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Parrell added that “Ahmanson authorities unfortunately rejected my suggestion for a numbering system,” in which everyone in the line would have been issued a number. “Of course some of the people might have tried to purchase numbers,” he acknowledged.

“We hadn’t anticipated the numbers who would show up,” responded Ahmanson general manager Ellen Fay.

Meanwhile, another attempt to check the flow of tickets to brokers occurred away from the line. From the computer, Fay noticed that one of the Ticketron outlets that also began selling “Phantom” tickets on Monday “was doing gangbusters business in a short period of time.” Suspicious that this outlet was selling more than the four tickets per customer permitted by Ticketron, Fay removed that outlet’s access to “Phantom” tickets. Access was restored several hours later after a Ticketron investigation revealed no violation of the rules, but Fay remains suspicious: “I would not want this outlet to sell our next (show),” she said Wednesday.

Another sign of “Phantom” mania was a classified ad that appeared this week, offering two orchestra tickets for May 18, “the first night” of “Phantom” (actually the first preview; the opening is May 31) for $5,000 each.

When contacted at her Arizona telephone number, the seller said she was not a broker. She had bought the $50 tickets for the May 18 performance for herself, she said, but then realized she couldn’t use them. She had heard of Super Bowl tickets selling for $8,000 and “these should be more valuable than tickets to the Super Bowl. This is probably the greatest show since ‘My Fair Lady’.”

REVERSE SCALPING: Ticket prices can deviate downward, as well as upward, from the fixed rate. Recently, the Mark Taper Forum joined La Jolla Playhouse in establishing a “Pay What You Can” policy for selected performances. Ticket buyers get to choose how much they’ll pay.

At La Jolla, where normal ticket prices range from $18 to $28, every seat in the house is sold on a pay-what-you-can basis for one Saturday matinee per production. There have been 10 such performances in the past two seasons, and the payments have ranged from 25 cents to $18. In 1987, the average pay-what-you-can ticket price was $4.25; in 1988 it dropped to $2.28. The show that drew the most money on this basis was “A Walk in the Woods”; “The Fool Show” took in the least.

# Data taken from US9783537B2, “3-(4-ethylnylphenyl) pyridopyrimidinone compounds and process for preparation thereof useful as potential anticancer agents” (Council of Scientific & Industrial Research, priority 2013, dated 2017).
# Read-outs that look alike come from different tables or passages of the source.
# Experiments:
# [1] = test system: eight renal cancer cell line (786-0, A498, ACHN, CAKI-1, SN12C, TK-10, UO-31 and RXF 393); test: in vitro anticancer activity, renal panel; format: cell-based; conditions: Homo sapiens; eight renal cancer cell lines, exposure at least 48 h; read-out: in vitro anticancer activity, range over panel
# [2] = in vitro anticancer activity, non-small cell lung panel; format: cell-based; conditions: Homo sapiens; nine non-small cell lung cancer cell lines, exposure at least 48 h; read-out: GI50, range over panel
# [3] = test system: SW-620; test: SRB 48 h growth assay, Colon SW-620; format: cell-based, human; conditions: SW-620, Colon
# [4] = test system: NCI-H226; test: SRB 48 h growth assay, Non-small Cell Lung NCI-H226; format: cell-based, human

There will be six such performances at La Jolla in 1989; information is at (619) 534-3960.

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The Taper, where tickets usually cost $20 to $26, releases 100 pay-what-you-can tickets at one or two performances of each mainstage production, including the Friday and Sunday evening performances of “Sansei” this week. Pay-what-you-can tickets to “Sansei” were virtually sold out at press time.

So far, the average ticket price chosen for “Sansei” was $3.44. The range of prices extended from 25 cents to $10. This contrasts with an average of $2.91, and a range of three cents to $11, paid for “Dutch Landscape,” the first Taper show offered as part of this program. Information on future Taper pay-what-you-can performances: (213) 972-7373.

South Coast Repertory and the Pasadena Playhouse are considering pay-what-you-can policies. Said South Coast marketing director John Mouledoux: “Obviously somebody in a seat is better than a seat that’s empty.”

But representatives of the Old Globe and Los Angeles Theatre Center said no pay-what-you-can plans are being considered. All of the theaters cited an array of discounts already offered--to students, seniors, last-minute buyers, union members, groups. The Old Globe reported that it sometimes gives free tickets to special interest groups and charities, within one or two days of the performance--when it’s apparent that the house won’t sell out.

Times intern Pamela Lopez-Johnson also contributed to this column.